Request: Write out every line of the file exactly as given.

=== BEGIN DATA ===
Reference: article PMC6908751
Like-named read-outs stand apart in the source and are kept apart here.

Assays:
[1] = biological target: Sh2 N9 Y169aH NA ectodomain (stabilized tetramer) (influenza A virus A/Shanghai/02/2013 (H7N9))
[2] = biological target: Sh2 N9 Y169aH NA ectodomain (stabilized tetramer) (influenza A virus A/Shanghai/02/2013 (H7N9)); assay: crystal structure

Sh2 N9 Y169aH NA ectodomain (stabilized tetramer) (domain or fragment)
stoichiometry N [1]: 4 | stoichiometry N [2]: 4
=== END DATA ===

Reference: article PMC6908751
Like-named read-outs stand apart in the source and are kept apart here.

Assays:
[1] = biological target: Sh2 N9 Y169aH NA ectodomain (stabilized tetramer) (influenza A virus A/Shanghai/02/2013 (H7N9))
[2] = biological target: Sh2 N9 Y169aH NA ectodomain (stabilized tetramer) (influenza A virus A/Shanghai/02/2013 (H7N9)); assay: crystal structure

Sh2 N9 Y169aH NA ectodomain (stabilized tetramer) (domain or fragment)
stoichiometry N [1]: 4 | stoichiometry N [2]: 4